I wonder why?

By: Sarah Davies   |   Philanthropy Australia

Philanthropy Australia is strongly supportive of the need for a professional, responsive, and independent regulator for the not-for-profit sector, and charities in particular. As a sector that represents around 8% of GDP and employs about 10% of the Australian workforce, it is a significant part of our community economically, socially and culturally.

As a sector that relies on citizens' funds as working capital (through taxation via government grants and through charitable giving and philanthropy) it is essential that we have an effective and robust regulator that provides rigour and consistent application of regulation and frameworks, clarity of rules and expectations and transparency and accessibility of data and insight about this critical part of our society.

The Australian Charities and Not-for- profits Commission (ACNC) has quickly established itself as providing all the above and more. When it was set up, the ACNC was asked to be more than just an enforcement based regulator, but also ‘to support and sustain a robust, vibrant, independent and innovative Australian not‑for‑profit sector’. I have been so impressed by their work, their approach and their appetite for building a strong civil society through good regulation. In the simplest sense, when people ask me how they can start giving my never-fail response is start with the ACNC: if a charity is not registered with them, don’t go there. And in more complex discussions, their advice, fact sheets, data and openness to handling tricky questions or issues demonstrates their deep understanding of the sector. It’s no wonder they are respected and valued. The confidence they give us, as funders, volunteers and stakeholders, is essential to the vitality and effectiveness of a strong and effective not-for-profit sector, chasing the changes and opportunities we are all striving for.

The surprise news last week that the Australian Government has decided not to re-appoint ACNC Commissioner Susan Pascoe, is therefore a bit baffling  Of course, it is the Government’s prerogative to make decisions about the appointment of the ACNC Commissioner. But we are unsure yet of the reasons, or of the process for appointing a new Commissioner and indeed, what this might mean for the future of the ACNC (all of which might be quite benign – we’re pretty good at jumping to conspiracy theories and must resist that!). We will be watching what happens next very carefully.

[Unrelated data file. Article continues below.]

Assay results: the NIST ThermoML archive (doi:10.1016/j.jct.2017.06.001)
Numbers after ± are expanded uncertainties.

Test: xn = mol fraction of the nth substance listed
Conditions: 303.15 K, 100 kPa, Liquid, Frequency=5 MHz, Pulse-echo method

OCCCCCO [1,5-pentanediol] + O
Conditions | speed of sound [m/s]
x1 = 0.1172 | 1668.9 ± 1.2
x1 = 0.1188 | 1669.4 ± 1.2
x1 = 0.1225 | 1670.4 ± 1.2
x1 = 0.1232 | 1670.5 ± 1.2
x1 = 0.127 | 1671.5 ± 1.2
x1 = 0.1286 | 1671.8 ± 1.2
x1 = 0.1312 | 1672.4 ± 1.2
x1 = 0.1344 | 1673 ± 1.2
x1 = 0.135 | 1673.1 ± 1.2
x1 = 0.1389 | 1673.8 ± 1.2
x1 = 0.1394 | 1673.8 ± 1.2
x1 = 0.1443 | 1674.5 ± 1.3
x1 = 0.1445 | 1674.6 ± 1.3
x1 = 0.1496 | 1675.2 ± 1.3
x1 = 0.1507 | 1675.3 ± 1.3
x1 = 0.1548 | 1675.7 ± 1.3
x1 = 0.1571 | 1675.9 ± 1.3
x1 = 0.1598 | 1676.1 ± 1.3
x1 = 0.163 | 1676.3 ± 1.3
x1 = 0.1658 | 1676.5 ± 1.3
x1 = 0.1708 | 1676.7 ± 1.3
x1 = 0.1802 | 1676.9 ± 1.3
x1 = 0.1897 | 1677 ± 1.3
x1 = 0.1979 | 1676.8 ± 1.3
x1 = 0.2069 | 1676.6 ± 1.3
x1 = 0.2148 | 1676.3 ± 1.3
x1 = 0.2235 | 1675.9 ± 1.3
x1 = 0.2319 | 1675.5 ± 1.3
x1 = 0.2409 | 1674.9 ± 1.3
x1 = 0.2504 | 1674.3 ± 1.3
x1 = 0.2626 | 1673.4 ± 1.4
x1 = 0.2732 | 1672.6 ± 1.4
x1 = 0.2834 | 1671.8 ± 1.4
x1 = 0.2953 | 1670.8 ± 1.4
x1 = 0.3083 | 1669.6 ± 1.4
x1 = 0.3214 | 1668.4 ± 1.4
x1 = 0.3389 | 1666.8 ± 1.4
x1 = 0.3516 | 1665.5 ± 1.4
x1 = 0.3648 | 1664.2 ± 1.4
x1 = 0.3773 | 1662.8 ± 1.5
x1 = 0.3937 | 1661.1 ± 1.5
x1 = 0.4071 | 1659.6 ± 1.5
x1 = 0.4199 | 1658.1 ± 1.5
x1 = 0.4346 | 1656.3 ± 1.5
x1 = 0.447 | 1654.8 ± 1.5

But this does give us an opportunity to express our support for the ACNC and reinforce its important role and contribution. As such, the Community Council of Australia (CCA) is sending an open letter to the Prime Minister, calling for signatories who would like to express their supportfor the ACNC and the need to ensure a proper process around selecting its Commissioner - you can read the letter here (scroll down). If you would like to be part of it you can contact Deborah at the CCA (deborahs@communitycouncil.com.au).

It’s also an opportunity to express our thanks and appreciation for the work of the ACNC Commissioner, who on any measure including assessment against the objects of the ACNC Act, has done an exemplary job – thank you Susan, we are all better, more robust and more effective because of you.

Jun. 06, 2017

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In conversation with Daniel Lee of the Levi Strauss Foundation

In conversation with Nicole Richards at the Philanthropy Meets Parliament Summit, Daniel Lee shared his insights on topics including the role of philanthropy as a driver of systems change which addresses root causes of social challenges, the relationship between philanthropy and government and what the new political environment in the United States means for philanthropy.

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